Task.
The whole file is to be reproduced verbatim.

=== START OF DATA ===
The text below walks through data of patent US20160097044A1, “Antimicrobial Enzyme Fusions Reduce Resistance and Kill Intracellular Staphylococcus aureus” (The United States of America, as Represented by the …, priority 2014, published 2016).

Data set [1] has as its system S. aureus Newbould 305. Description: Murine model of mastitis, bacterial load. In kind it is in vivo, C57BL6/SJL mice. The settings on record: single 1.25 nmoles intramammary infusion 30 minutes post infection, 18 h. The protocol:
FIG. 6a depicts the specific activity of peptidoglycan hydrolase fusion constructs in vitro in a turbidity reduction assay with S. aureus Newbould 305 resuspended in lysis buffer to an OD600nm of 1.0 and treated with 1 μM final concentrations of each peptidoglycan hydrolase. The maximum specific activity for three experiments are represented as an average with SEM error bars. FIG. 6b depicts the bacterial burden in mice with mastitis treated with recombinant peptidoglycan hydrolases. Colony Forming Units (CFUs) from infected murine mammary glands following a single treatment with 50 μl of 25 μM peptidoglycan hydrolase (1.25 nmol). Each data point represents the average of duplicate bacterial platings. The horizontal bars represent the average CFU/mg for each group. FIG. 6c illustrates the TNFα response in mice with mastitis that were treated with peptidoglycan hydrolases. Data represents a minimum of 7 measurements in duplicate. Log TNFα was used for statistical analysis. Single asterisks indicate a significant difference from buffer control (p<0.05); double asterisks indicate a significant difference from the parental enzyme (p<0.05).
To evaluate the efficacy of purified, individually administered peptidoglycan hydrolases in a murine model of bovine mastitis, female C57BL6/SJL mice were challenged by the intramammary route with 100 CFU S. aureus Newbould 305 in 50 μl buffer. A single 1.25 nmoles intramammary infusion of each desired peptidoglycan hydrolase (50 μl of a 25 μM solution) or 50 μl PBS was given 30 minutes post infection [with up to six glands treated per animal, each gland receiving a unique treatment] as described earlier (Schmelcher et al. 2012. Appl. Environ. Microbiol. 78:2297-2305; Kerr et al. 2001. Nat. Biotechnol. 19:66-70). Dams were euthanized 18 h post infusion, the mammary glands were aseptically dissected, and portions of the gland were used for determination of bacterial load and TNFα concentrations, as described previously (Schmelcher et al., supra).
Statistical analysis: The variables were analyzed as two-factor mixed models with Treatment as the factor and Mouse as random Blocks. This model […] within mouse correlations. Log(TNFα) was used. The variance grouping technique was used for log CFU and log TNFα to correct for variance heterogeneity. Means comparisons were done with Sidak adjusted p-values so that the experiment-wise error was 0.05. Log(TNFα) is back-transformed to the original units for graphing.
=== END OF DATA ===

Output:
The text below walks through data of patent US20160097044A1, “Antimicrobial Enzyme Fusions Reduce Resistance and Kill Intracellular Staphylococcus aureus” (The United States of America, as Represented by the …, priority 2014, published 2016).

Data set [1] has as its system S. aureus Newbould 305. Description: Murine model of mastitis, bacterial load. In kind it is in vivo, C57BL6/SJL mice. The settings on record: single 1.25 nmoles intramammary infusion 30 minutes post infection, 18 h. The protocol:
FIG. 6a depicts the specific activity of peptidoglycan hydrolase fusion constructs in vitro in a turbidity reduction assay with S. aureus Newbould 305 resuspended in lysis buffer to an OD600nm of 1.0 and treated with 1 μM final concentrations of each peptidoglycan hydrolase. The maximum specific activity for three experiments are represented as an average with SEM error bars. FIG. 6b depicts the bacterial burden in mice with mastitis treated with recombinant peptidoglycan hydrolases. Colony Forming Units (CFUs) from infected murine mammary glands following a single treatment with 50 μl of 25 μM peptidoglycan hydrolase (1.25 nmol). Each data point represents the average of duplicate bacterial platings. The horizontal bars represent the average CFU/mg for each group. FIG. 6c illustrates the TNFα response in mice with mastitis that were treated with peptidoglycan hydrolases. Data represents a minimum of 7 measurements in duplicate. Log TNFα was used for statistical analysis. Single asterisks indicate a significant difference from buffer control (p<0.05); double asterisks indicate a significant difference from the parental enzyme (p<0.05).
To evaluate the efficacy of purified, individually administered peptidoglycan hydrolases in a murine model of bovine mastitis, female C57BL6/SJL mice were challenged by the intramammary route with 100 CFU S. aureus Newbould 305 in 50 μl buffer. A single 1.25 nmoles intramammary infusion of each desired peptidoglycan hydrolase (50 μl of a 25 μM solution) or 50 μl PBS was given 30 minutes post infection [with up to six glands treated per animal, each gland receiving a unique treatment] as described earlier (Schmelcher et al. 2012. Appl. Environ. Microbiol. 78:2297-2305; Kerr et al. 2001. Nat. Biotechnol. 19:66-70). Dams were euthanized 18 h post infusion, the mammary glands were aseptically dissected, and portions of the gland were used for determination of bacterial load and TNFα concentrations, as described previously (Schmelcher et al., supra).
Statistical analysis: The variables were analyzed as two-factor mixed models with Treatment as the factor and Mouse as random Blocks. This model […] within mouse correlations. Log(TNFα) was used. The variance grouping technique was used for log CFU and log TNFα to correct for variance heterogeneity. Means comparisons were done with Sidak adjusted p-values so that the experiment-wise error was 0.05. Log(TNFα) is back-transformed to the original units for graphing.